What Is The Bipartisan Background Checks Act? Parkland Survivors Think It’s A No-Brainer
House lawmakers introduced a bill Tuesday to expand background checks to cover all gun sales — even those sold by individuals. Former Rep. Gabby Giffords, herself a victim of gun violence, joined former colleagues in the House from both sides of the aisle in announcing the Bipartisan Background Checks Act. Parkland survivors also helped launch the bill, both by attending the launch and recording a video for social media.
The Bipartisan Background Checks Act was introduced with five Democratic co-sponsors and five Republican co-sponsors. Speaker Nancy Pelosi assigned it the number H.R. 8, in honor of Tuesday being the eighth anniversary of the Tucson shooting that killed six and left Giffords with a gunshot wound to the head.
The bill would require sellers who are not licensed gun dealers to go into an authorized store to have the background check run — even if it's just a transfer of ownership with no money changing hands.
"Stopping gun violence takes courage, the courage to do what's right, the courage of new ideas," Giffords said at the press conference announcing the bill. "I've seen great courage when my life was on the line. Now is the time to come together, be responsible. Democrats, Republicans, everyone. We must never stop fighting. Fight, fight, fight."
Many Parkland survivors filmed a video in support of the measure for NowThis. It hammers home the widespread support of universal background checks among the American public — some 97 percent — and calls on Republican leaders in the Senate to take up the bill.
The Parkland students in the video recognized the eight-year anniversary of the Tucson shooting, and then explained that since then, Congress has done "absolutely nothing" to stop gun violence.
Some 40 Democrats in the Senate also filed a bill on Tuesday, reintroducing the Background Check Expansion Act. It would similarly expand background checks to any unlicensed seller — online, at gun shows, or from their home.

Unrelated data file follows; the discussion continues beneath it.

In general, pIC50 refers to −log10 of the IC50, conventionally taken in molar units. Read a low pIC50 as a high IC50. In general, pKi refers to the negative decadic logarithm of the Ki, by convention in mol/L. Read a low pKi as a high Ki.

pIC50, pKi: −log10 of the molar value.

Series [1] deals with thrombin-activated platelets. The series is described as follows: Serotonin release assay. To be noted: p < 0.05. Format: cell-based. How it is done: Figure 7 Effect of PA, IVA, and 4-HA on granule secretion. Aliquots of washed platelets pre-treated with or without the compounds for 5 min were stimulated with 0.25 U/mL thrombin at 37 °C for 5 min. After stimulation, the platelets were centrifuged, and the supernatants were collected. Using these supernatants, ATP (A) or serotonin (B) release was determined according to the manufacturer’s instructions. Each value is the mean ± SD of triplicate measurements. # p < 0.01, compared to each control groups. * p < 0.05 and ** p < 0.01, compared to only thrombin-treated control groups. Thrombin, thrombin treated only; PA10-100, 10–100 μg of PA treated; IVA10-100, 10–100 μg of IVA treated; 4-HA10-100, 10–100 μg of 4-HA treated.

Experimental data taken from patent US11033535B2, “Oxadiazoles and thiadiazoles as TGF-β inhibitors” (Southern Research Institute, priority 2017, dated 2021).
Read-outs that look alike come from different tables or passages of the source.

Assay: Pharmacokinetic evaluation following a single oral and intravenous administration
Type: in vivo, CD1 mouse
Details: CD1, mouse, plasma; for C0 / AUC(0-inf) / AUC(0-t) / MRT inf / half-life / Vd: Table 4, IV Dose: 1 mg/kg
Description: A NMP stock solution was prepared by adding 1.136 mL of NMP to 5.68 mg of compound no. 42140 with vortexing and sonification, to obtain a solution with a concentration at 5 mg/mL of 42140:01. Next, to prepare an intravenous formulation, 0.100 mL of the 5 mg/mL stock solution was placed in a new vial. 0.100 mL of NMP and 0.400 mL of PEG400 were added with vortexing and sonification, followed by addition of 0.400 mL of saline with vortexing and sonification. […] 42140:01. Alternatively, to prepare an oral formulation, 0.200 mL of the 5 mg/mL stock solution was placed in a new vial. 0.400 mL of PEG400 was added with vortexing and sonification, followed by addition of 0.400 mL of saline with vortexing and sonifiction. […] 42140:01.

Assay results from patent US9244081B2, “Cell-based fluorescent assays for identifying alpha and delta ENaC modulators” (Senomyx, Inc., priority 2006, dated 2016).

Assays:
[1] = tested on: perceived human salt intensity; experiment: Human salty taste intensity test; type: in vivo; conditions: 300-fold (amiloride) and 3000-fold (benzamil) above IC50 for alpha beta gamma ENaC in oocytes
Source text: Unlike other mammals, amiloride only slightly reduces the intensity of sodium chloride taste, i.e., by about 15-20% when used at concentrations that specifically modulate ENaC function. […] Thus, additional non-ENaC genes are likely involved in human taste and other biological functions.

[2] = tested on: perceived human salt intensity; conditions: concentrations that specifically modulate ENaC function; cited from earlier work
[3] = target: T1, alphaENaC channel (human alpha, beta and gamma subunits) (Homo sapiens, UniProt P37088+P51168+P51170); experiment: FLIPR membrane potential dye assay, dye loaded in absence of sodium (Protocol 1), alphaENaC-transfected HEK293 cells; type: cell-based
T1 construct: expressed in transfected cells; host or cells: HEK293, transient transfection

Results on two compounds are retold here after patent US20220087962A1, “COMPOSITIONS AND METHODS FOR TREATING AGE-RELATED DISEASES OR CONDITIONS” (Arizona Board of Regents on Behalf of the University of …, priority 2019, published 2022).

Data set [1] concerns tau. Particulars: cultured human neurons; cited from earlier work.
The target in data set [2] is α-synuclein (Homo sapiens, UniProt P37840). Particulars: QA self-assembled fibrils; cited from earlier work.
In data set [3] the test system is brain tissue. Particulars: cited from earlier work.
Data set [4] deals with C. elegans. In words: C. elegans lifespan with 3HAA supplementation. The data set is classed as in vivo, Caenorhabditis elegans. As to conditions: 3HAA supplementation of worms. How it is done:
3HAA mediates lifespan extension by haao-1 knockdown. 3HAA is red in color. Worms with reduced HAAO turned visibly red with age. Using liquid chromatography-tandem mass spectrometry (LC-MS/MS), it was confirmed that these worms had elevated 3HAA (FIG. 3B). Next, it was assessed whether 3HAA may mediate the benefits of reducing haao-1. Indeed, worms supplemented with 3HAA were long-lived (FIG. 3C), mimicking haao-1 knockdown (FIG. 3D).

Sen. Catherine Cortez Masto of Nevada, where the Las Vegas shooting occurred, presented universal background checks as the jumping-off point for addressing gun violence. "This is an essential first step toward ensuring we reduce the number of mass shootings in America, keep guns out of the hands of criminals, and save lives," Cortez Masto said in a statement announcing the reintroduction of the bill.
Peter Ambler, executive director of Giffords, the advocacy group the former representative started to fight gun violence, noted the significance of the announcement. "You look at those years — 2009, 2010 — when you had Barack Obama in the White House, 60 Democratic votes in the Senate, a big Democratic majority in the House, and not only did nothing happen, but it wasn't even on the table," Ambler told NPR.
Ambler continued to say that at the time the opposition seemed "too powerful." No longer. "From the public polling to the ballot box, the American people have spoken up and demanded action to help end the tragedy of gun violence that far too many in our country face every day," he told public radio.
Even if the House and the Senate pass one of the two bills introduced — or some sort of combined version — there's no guarantee Trump will support it. He came out against universal background checks, after briefly seeming to support them, following the Parkland shooting last year.